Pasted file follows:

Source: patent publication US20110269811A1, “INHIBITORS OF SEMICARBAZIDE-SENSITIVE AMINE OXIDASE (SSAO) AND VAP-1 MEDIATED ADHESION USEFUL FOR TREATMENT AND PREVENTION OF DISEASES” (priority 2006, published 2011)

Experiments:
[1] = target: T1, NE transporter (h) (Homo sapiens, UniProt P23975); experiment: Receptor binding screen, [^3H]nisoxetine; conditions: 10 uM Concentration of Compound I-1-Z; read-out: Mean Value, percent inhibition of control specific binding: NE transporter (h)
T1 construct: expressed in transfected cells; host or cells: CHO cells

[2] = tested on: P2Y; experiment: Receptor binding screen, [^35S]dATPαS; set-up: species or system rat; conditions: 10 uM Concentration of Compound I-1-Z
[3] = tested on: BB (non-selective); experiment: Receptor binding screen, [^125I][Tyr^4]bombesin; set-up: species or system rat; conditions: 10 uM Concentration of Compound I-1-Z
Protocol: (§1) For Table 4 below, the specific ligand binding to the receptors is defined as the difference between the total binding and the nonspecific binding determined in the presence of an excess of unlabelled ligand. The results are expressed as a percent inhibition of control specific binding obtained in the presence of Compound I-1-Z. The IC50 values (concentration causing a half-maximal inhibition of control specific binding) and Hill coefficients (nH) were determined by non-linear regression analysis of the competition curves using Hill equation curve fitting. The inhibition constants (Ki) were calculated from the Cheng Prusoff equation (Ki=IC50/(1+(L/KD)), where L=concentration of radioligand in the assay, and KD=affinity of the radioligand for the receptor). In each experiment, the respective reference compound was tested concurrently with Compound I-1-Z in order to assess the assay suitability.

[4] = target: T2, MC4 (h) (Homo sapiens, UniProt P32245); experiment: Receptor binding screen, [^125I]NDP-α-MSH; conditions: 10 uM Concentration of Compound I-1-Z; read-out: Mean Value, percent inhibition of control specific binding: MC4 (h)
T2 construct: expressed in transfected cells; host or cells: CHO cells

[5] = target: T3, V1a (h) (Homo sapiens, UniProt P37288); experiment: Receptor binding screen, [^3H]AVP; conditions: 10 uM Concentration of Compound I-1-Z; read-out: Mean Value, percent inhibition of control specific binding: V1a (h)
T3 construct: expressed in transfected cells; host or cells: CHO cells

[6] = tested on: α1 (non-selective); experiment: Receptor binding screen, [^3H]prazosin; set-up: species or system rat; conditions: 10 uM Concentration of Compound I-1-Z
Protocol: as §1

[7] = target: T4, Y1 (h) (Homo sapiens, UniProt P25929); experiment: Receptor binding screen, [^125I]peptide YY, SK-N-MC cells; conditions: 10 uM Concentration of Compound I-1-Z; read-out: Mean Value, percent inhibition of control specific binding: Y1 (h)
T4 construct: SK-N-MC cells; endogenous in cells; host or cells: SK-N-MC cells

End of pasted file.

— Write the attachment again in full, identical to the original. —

Source: patent publication US20110269811A1, “INHIBITORS OF SEMICARBAZIDE-SENSITIVE AMINE OXIDASE (SSAO) AND VAP-1 MEDIATED ADHESION USEFUL FOR TREATMENT AND PREVENTION OF DISEASES” (priority 2006, published 2011)

Experiments:
[1] = target: T1, NE transporter (h) (Homo sapiens, UniProt P23975); experiment: Receptor binding screen, [^3H]nisoxetine; conditions: 10 uM Concentration of Compound I-1-Z; read-out: Mean Value, percent inhibition of control specific binding: NE transporter (h)
T1 construct: expressed in transfected cells; host or cells: CHO cells

[2] = tested on: P2Y; experiment: Receptor binding screen, [^35S]dATPαS; set-up: species or system rat; conditions: 10 uM Concentration of Compound I-1-Z
[3] = tested on: BB (non-selective); experiment: Receptor binding screen, [^125I][Tyr^4]bombesin; set-up: species or system rat; conditions: 10 uM Concentration of Compound I-1-Z
Protocol: (§1) For Table 4 below, the specific ligand binding to the receptors is defined as the difference between the total binding and the nonspecific binding determined in the presence of an excess of unlabelled ligand. The results are expressed as a percent inhibition of control specific binding obtained in the presence of Compound I-1-Z. The IC50 values (concentration causing a half-maximal inhibition of control specific binding) and Hill coefficients (nH) were determined by non-linear regression analysis of the competition curves using Hill equation curve fitting. The inhibition constants (Ki) were calculated from the Cheng Prusoff equation (Ki=IC50/(1+(L/KD)), where L=concentration of radioligand in the assay, and KD=affinity of the radioligand for the receptor). In each experiment, the respective reference compound was tested concurrently with Compound I-1-Z in order to assess the assay suitability.

[4] = target: T2, MC4 (h) (Homo sapiens, UniProt P32245); experiment: Receptor binding screen, [^125I]NDP-α-MSH; conditions: 10 uM Concentration of Compound I-1-Z; read-out: Mean Value, percent inhibition of control specific binding: MC4 (h)
T2 construct: expressed in transfected cells; host or cells: CHO cells

[5] = target: T3, V1a (h) (Homo sapiens, UniProt P37288); experiment: Receptor binding screen, [^3H]AVP; conditions: 10 uM Concentration of Compound I-1-Z; read-out: Mean Value, percent inhibition of control specific binding: V1a (h)
T3 construct: expressed in transfected cells; host or cells: CHO cells

[6] = tested on: α1 (non-selective); experiment: Receptor binding screen, [^3H]prazosin; set-up: species or system rat; conditions: 10 uM Concentration of Compound I-1-Z
Protocol: as §1

[7] = target: T4, Y1 (h) (Homo sapiens, UniProt P25929); experiment: Receptor binding screen, [^125I]peptide YY, SK-N-MC cells; conditions: 10 uM Concentration of Compound I-1-Z; read-out: Mean Value, percent inhibition of control specific binding: Y1 (h)
T4 construct: SK-N-MC cells; endogenous in cells; host or cells: SK-N-MC cells